“97% Of People Won’t Repost This. Will You Be One Of The 3%?” If you have any Facebook friends, you have probably seen that sentence go by. It’s part of memes having to do with helping special needs kids, loving Jesus, supporting the military, and many more. From a psychological point of view, I find the sentence really interesting.
People like to feel part of the majority and norm.
So what you’re saying is that if I repost this, I’m some sort of weird, maverick, in-the-minority person. Most people don’t want to be the rebel. They don’t want to stand up and say something potentially unpopular. So why remind them of that? Don’t DARE me to do something. I’m not 11 years old. I don’t respond to anything that looks like a dare… or a chain letter.
I remember one meme was asking people to post to their wall or comment on something, and if they didn’t, then the original poster would know the other person wasn’t really their friend. I saw it hugely backfire when a bunch of friends commented under that that they didn’t want to be judged as a friend by Facebook activity… and how much time were they being given to perform this test anyway?!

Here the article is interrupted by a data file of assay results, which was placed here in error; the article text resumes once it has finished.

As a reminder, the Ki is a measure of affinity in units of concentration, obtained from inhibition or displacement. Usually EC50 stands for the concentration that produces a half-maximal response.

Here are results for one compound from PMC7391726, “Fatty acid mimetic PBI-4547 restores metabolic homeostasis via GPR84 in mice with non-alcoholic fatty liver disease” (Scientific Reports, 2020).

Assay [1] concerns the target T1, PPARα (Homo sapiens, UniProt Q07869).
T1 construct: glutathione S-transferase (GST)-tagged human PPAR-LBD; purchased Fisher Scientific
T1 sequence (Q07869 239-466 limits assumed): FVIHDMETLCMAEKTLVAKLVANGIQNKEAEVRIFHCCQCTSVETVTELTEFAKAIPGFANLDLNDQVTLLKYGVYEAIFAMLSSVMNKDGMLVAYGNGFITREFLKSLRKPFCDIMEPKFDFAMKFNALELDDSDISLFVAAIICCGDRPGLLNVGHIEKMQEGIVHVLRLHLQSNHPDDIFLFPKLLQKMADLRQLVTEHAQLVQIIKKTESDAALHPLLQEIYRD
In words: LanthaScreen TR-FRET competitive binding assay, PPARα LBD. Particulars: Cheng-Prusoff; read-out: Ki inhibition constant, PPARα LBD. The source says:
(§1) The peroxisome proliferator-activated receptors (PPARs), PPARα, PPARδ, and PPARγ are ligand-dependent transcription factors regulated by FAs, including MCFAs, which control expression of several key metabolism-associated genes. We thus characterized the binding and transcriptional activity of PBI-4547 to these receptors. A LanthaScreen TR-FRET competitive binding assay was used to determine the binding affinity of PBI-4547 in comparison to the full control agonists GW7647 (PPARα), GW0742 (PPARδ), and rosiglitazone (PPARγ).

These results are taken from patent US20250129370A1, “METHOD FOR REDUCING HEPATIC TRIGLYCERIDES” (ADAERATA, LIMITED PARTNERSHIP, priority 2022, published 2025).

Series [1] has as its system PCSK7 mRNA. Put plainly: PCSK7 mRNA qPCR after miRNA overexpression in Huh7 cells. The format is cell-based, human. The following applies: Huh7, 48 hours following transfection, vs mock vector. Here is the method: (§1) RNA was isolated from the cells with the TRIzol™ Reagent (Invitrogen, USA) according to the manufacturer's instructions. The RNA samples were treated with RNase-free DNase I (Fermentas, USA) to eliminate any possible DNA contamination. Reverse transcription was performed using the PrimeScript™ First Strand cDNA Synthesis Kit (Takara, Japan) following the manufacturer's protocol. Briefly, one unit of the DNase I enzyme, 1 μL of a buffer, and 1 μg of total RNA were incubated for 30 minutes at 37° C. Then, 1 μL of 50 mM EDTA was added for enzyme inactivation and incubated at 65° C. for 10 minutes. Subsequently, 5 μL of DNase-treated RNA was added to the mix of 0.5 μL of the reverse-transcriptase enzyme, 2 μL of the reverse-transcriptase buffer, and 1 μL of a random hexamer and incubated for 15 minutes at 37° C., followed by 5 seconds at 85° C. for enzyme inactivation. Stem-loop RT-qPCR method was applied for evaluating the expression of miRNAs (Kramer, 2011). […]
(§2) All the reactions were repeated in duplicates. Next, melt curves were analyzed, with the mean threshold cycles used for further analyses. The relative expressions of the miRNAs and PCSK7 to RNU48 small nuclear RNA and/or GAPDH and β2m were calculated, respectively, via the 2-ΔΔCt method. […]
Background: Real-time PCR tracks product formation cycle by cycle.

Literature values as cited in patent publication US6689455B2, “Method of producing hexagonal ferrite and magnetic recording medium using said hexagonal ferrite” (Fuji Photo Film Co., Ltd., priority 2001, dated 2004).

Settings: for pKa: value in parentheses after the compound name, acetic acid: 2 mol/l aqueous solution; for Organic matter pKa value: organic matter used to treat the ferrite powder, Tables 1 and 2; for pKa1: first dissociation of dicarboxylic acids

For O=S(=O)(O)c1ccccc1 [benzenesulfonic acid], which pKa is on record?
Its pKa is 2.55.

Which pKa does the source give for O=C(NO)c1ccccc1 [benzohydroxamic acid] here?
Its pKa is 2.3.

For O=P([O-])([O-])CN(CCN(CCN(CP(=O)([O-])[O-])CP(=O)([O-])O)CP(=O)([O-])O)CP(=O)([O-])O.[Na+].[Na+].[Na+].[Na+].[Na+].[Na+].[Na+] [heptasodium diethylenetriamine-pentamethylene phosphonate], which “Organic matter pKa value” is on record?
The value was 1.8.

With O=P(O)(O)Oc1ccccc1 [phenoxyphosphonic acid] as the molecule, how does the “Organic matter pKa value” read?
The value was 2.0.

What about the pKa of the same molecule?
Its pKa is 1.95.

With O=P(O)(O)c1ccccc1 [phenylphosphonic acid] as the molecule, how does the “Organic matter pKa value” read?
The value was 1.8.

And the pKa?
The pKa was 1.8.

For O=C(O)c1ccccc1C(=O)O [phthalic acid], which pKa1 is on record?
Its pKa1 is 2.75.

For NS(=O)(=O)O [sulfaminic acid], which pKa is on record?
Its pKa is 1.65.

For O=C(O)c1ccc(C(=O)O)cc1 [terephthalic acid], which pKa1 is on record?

1 out of 5 dentists thinks Trident sucks for their patients who chew gum.
Well, evidently. But there is a reason why marketers don’t focus on what they DON’T want you to do. They try to sweep you into the craze and crowd of all the people who ARE doing something.
Inclusion would work better.
What if these memes instead ended with something like, “This is important to all of us, so please repost this on your wall.” I bet we could see sharing happen more than 3% of the fake-statistic time, and without the daring and bullying.
Where’d you get that statistic?
Where did that statistic come from? Nobody ever says.
Be careful what you wish for.
Wish for 3% conversion, and you just might get it, even if you really wanted more conversion.
So next time you see one of these go by, even if it has a sentence like this at the end, change the sentence. Make it something more positive, something about making your friends feel included in a good idea rather than sounding like some weird dare to be unpopular.